Divorce is seldom a life event that’s easy. Many divorcing spouses want to start their lives anew, which often means that one or both will relocate. Children often get caught in the middle, with parents living in different states.
You may wonder how to handle custody and visitation when one parent lives some distance away from the other. You might want to look to how military parents, who often live in different states or even different countries, handle custody for some ideas in your interstate custody situation.
Staying in touch when you can’t see your child in person
Even though service members may not have the ability to see their child in person on a regular basis, it doesn’t mean that they’re absent from their kids’ lives. Service members often make phone calls to their children in their state or catch up with them on a video call. Service members have to do this when they are deployed abroad. Civilian parents who live in or travel to other countries for work may have to do the same.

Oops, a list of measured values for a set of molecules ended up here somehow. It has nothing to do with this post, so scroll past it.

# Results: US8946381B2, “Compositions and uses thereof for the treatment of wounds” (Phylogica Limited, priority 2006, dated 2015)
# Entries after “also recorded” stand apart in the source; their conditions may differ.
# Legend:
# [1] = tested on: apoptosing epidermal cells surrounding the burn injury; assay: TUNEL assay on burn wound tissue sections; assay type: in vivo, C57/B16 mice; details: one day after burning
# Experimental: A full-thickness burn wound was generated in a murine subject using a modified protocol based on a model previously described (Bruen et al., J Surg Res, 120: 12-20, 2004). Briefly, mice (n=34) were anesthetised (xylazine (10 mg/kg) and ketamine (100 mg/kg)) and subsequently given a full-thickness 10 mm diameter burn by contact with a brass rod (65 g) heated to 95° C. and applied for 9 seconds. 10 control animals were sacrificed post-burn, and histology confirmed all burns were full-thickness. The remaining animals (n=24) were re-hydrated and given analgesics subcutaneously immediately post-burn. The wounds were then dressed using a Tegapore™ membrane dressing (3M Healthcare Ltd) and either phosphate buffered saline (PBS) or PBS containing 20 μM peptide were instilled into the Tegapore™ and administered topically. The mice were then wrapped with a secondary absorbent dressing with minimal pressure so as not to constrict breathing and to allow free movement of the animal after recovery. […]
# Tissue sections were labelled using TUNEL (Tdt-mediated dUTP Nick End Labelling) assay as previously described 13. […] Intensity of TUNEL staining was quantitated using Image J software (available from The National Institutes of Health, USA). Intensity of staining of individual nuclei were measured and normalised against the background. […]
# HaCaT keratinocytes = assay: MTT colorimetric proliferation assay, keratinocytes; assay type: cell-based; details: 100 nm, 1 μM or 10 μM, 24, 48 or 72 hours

It’s not uncommon for service members to also do what’s called “substitute visitations.” This may involve their child spending time with an aunt or uncle, grandparent, cousin or other close relative instead of a parent living in another state or country.
In instances when a parent visits from another state, they might ask to have extended time with their child to make up for the time that passes between visits.
Could service members’ strategies benefit you in your interstate custody case?
Engaging in custody negotiations is never easy, but some of the above-referenced strategies may help ensure that both you and your co-parent remain present in your child’s life. It’s wise to look at all of your custody and visitation options if you and your co-parent are going to be living in different states.